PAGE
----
This article was published in Australian Dictionary of Biography, Volume 8, (MUP), 1981
Arthur Henry Cobby (1894-1955), airman and administrator, was born on 26 August 1894 at Prahran, Victoria, the second of four sons of Arthur Edward Stanley Cobby, tramway conductor, and his wife Alice, née Nash. Harry, as he became known, was educated at a state school and at University College, Armadale. He gained a commission with the 46th Infantry (Brighton Rifles) in 1912, while working as a clerk with the Commonwealth Bank, Melbourne. He joined the Australian Imperial Force in 1916 and was posted to the Central Flying School, Australian Flying Corps, Point Cook, and completed his initial instruction in December.
Lieutenant Cobby embarked with No.4 Squadron, A.F.C., in January 1917 and arrived in England in March. The squadron flew its Sopwith Camel fighters to France in December, and Cobby shot down his first enemy aircraft on 3 February 1918. Frederick Cutlack considered that 'Cobby was one of the most daring spirits in the Australian air service', and describes in detail his many encounters with enemy aircraft. Cobby shot down 29 aircraft and 13 balloons between February and September 1918, and was the leading A.F.C. ace. He was awarded the Distinguished Flying Cross in June, two Bars to the D.F.C. in July, the Distinguished Service Order in August, and was mentioned in dispatches. He was then posted to England as an instructor. Captain Cobby returned to Australia in 1919 and was discharged from the A.I.F. on 24 July. He married Hilda Maude Urban on 24 April 1920 at Caulfield, Victoria.
Cobby joined the Australian Air Force on 31 March 1921 with the rank of flying officer, and was promoted wing commander on 1 May 1933. He left the R.A.A.F. on 6 May 1935, and became a member of the Civil Aviation Board and its controller of operations in March 1936. He had contributed a chapter on the psychology of flying to Australian Airmen, by E. J. Richards (Melbourne, no date), and an article to Popular Flying (London) in February 1935. His autobiography, High Adventure (Melbourne, 1942), was based on his World War I experiences.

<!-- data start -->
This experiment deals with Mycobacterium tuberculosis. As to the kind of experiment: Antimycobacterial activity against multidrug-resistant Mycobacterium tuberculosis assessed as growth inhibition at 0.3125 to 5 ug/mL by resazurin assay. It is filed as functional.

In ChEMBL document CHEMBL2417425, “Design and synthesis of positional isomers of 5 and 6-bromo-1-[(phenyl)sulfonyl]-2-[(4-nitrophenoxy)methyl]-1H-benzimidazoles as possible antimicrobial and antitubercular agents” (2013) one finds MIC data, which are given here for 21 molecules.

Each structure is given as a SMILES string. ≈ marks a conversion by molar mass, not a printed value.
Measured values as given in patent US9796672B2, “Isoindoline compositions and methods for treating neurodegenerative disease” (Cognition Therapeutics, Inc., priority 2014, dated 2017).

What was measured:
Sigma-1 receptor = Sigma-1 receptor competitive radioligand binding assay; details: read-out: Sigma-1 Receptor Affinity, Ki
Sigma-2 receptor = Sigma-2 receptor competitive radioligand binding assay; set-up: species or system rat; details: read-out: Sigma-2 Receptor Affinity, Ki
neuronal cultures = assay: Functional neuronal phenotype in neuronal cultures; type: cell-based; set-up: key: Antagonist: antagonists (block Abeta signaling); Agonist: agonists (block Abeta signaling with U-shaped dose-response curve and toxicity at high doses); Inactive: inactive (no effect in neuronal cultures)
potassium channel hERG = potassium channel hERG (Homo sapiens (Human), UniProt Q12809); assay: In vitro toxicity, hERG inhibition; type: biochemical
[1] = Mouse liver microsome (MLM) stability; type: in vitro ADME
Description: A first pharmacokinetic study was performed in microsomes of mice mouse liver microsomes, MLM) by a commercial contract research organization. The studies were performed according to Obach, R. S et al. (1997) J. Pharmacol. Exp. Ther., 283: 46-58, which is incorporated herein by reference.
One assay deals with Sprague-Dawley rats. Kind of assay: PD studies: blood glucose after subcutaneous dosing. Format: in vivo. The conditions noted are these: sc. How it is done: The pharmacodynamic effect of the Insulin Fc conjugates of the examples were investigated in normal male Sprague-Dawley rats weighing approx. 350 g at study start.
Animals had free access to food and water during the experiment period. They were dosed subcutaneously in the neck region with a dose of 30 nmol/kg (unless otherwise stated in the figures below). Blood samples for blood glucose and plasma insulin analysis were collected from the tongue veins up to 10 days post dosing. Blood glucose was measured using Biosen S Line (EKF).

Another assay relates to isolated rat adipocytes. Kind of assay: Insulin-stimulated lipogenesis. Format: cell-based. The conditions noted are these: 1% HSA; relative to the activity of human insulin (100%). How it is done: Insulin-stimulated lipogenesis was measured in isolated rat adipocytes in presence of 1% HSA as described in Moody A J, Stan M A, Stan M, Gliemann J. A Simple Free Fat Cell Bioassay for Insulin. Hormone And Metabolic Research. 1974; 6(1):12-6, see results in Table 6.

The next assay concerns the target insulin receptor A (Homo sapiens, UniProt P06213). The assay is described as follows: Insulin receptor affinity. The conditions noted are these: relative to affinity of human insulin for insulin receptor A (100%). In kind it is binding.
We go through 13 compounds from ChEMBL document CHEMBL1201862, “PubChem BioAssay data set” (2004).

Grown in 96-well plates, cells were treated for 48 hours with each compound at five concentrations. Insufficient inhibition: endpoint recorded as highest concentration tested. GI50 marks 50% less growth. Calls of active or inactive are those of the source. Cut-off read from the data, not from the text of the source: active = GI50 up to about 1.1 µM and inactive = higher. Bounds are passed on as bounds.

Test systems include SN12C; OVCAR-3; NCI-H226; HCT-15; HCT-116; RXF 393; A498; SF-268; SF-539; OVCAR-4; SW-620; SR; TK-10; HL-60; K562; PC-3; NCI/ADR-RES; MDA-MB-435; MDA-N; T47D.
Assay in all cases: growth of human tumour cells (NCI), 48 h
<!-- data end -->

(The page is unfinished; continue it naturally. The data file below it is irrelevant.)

Wing Commander Cobby rejoined the R.A.A.F. in 1939 on the outbreak of World War II, and was promoted to group captain and air commodore. He was director of recruiting (1940), air officer commanding headquarters North-Eastern Area (1942), commandant, R.A.A.F. Staff School, in 1943, A.O.C. No.10 Operational Group (1944) and of the 1st Tactical Air Force in 1944-45. He was awarded the George Medal in March 1944; although injured, he rescued two officers when a Catalina crashed at Townsville, Queensland, on 7 December 1943. He was also appointed C.B.E. for the direction of air operations in New Guinea in 1942-43.
A crisis arose in April 1945 when eight senior officers, who considered the high losses sustained by 1st T.A.F. operations to be militarily unjustifiable, tendered their resignations to Cobby at Morotai Island. He was relieved of his command on 10 May. An inquiry under (Sir) John Barry, K.C., found that, inter alia, widespread discontent existed and that 'the A.O.C., 1st T.A.F., failed to maintain proper control over his command'. On 28 May 1948 Cobby was presented with the United States of America Medal of Freedom with bronze palm, for meritorious wartime service.
In 1946 Cobby returned to the Department of Civil Aviation, was appointed regional director, New South Wales, in 1947-54 and next year became director of flying operations. He died suddenly of hypertensive cerebro-vascular disease on 11 November 1955 in the Heidelberg Repatriation General Hospital, survived by his wife, son and daughter. He was accorded full military honours at St Mary's Church of England, Caulfield, and was cremated. His estate was declared for probate at £4858. Portraits by William McInnes are held at the Australian War Memorial, Canberra, and by his son.
General Sir Thomas Blamey regarded Cobby as 'one of the most loved and most gallant of our airmen …'. Cobby also possessed a delightful sense of humour, and historian Arthur Bazley recalled that 'he was always an imp of mischief'. Air Marshal Sir Richard Williams paid tribute to him as 'a man whose personal story is threaded through the entire history of Australian service and civil aviation'.
Keith Isaacs, 'Cobby, Arthur Henry (1894–1955)', Australian Dictionary of Biography, National Centre of Biography, Australian National University, http://adb.anu.edu.au/biography/cobby-arthur-henry-5700/text9635, published first in hardcopy 1981, accessed online 23 November 2014.
This article was first published in hardcopy in Australian Dictionary of Biography, Volume 8, (MUP), 1981